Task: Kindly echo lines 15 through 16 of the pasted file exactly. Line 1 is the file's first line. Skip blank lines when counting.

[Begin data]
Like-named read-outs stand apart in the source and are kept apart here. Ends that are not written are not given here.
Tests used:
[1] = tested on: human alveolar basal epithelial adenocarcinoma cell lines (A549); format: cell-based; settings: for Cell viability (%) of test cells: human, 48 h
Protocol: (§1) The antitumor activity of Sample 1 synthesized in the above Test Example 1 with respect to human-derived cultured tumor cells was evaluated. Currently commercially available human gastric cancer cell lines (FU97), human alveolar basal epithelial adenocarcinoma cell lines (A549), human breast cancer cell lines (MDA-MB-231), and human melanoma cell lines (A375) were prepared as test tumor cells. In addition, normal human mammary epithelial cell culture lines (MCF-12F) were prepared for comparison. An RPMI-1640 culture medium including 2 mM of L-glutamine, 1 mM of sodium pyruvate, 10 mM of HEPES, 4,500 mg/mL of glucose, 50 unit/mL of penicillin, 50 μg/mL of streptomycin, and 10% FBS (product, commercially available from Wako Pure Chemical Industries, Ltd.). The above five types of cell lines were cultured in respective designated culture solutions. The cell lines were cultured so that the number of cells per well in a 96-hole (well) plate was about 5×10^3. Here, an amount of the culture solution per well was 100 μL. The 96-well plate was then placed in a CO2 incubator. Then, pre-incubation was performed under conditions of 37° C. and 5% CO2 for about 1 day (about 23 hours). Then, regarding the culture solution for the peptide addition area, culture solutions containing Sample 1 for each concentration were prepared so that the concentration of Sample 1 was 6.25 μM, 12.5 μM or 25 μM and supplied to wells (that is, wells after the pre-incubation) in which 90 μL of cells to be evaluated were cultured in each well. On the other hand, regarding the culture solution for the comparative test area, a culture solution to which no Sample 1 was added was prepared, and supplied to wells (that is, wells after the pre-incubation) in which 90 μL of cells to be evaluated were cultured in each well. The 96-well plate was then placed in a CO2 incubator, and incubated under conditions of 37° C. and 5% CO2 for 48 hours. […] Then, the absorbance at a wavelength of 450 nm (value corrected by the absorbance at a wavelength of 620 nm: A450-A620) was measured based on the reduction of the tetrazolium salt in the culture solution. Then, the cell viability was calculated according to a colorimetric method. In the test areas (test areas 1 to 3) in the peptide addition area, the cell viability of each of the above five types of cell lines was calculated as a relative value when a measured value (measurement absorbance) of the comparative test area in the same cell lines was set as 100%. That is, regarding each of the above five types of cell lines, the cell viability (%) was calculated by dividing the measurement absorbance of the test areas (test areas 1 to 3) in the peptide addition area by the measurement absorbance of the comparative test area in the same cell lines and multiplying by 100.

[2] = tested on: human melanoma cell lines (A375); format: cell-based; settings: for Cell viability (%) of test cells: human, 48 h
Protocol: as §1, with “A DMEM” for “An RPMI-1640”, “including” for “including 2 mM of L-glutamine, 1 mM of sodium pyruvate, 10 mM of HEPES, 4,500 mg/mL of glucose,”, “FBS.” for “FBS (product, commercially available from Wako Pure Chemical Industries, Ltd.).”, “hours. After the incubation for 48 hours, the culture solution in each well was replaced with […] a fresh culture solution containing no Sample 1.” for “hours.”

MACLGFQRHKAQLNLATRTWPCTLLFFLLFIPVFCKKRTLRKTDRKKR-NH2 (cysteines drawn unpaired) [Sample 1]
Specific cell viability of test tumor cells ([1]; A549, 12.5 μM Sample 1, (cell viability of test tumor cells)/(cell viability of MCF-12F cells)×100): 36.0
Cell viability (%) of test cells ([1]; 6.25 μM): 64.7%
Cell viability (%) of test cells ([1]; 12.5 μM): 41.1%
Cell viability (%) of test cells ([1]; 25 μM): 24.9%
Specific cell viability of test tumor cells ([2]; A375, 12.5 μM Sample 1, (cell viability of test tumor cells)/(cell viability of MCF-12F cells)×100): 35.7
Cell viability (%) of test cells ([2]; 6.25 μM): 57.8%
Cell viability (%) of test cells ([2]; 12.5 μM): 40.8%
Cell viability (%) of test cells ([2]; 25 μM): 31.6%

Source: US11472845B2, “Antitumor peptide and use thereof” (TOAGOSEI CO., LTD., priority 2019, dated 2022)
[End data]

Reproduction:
Cell viability (%) of test cells ([2]; 25 μM): 31.6%

Source: US11472845B2, “Antitumor peptide and use thereof” (TOAGOSEI CO., LTD., priority 2019, dated 2022)